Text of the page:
Sheri Grimes says
I did some googling on the “raise the stakes” idiom and it looks like most references indicate the origin as relating to betting, as in poker. The meaning has been adopted to any situation that is requiring increasing the cost, risk or considerations in taking an action. I couldn’t find information on when it was first used though.
To add from Online Etymology Dictionary:
“that which is placed at hazard as a wager, the sum of money or other valuable consideration which is deposited as a pledge or wager to be lost or won according to the issue of a contest or contingency,” 1530s, perhaps from stake (v.2), which is attested a few years earlier, but both the noun and verb are of uncertain origin. Perhaps literally “that which is fixed or put up,” either from a particular use of stake (n.1) “stake, pole,” or from the notion of “a post on which a gambling wager was placed” (but OED points out there is “no evidence of the existence of such a custom”). Weekley suggests “there is a tinge of the burning or baiting metaphor” in this usage.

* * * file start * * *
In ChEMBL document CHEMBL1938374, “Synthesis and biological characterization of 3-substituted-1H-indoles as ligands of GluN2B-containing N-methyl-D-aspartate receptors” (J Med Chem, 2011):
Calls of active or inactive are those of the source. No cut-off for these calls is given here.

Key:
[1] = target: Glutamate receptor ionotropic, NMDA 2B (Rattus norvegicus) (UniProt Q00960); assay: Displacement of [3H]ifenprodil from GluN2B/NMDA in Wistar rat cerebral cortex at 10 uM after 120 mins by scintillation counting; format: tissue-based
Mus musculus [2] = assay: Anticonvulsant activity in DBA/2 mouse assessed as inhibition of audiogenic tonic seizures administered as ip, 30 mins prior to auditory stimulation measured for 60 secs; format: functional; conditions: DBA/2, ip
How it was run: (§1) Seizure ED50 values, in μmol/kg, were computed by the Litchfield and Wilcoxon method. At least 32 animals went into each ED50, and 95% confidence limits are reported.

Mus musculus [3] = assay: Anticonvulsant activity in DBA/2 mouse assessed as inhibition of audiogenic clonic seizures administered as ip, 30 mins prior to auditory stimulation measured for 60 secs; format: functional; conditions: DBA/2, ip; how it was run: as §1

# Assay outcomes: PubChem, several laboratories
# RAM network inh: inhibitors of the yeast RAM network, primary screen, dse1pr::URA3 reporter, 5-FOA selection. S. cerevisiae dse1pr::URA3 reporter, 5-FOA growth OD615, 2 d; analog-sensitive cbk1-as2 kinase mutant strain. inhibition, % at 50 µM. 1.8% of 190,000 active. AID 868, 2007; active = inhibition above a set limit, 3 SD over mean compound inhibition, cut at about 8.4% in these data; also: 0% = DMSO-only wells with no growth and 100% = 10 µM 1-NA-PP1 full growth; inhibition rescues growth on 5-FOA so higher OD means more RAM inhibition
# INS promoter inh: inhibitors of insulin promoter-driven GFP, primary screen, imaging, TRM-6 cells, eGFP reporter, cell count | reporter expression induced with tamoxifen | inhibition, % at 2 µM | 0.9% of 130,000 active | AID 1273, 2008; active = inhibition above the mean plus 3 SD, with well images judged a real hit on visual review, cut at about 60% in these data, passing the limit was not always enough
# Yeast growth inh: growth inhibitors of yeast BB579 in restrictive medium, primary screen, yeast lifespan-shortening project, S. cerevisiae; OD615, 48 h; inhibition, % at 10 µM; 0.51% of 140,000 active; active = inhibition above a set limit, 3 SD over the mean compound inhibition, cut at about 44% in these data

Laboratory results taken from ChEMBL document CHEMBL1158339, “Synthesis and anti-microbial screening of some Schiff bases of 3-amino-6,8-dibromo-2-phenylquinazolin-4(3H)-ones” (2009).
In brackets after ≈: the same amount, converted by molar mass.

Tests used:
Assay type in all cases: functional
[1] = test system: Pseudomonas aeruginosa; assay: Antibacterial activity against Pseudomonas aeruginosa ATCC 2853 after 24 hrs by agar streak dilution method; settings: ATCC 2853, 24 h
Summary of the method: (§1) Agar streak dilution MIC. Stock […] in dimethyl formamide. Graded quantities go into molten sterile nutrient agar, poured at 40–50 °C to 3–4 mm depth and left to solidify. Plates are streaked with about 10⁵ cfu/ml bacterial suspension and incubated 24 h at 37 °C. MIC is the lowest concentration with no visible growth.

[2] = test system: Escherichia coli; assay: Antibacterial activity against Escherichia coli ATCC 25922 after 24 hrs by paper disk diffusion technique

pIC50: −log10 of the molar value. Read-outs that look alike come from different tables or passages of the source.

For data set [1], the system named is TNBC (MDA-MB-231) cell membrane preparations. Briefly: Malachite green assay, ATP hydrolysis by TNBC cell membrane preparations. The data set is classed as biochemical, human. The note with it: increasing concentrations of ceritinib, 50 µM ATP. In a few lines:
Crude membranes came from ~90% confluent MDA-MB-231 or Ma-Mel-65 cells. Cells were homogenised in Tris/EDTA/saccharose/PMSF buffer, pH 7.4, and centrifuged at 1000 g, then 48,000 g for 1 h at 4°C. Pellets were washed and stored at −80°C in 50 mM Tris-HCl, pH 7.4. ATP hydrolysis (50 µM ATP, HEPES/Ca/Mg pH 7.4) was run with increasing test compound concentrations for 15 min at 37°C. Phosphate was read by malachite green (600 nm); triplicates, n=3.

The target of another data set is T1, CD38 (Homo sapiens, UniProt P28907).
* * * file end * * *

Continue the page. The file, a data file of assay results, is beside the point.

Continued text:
Meaning “the prize in a contest of strength, skill, speed, etc.” is by 1620s; plural stakes, “sum of money to be won in a (horse) race,” is recorded by 1690s (compare sweepstakes). Meaning “an interest, something to gain or lose” is by 1580s; hence have a stake in “have an interest in the turn of events, have something to gain or lose” (1784). The phrase at stake “state of being laid or pledged as a wager; state of being at hazard or in peril” is from c. 1600.
Note this doesn’t include the “raise the stakes” phrase, but since poker dates from 1830 or so, it’s likely raise the stakes initially applied to another way to lose money.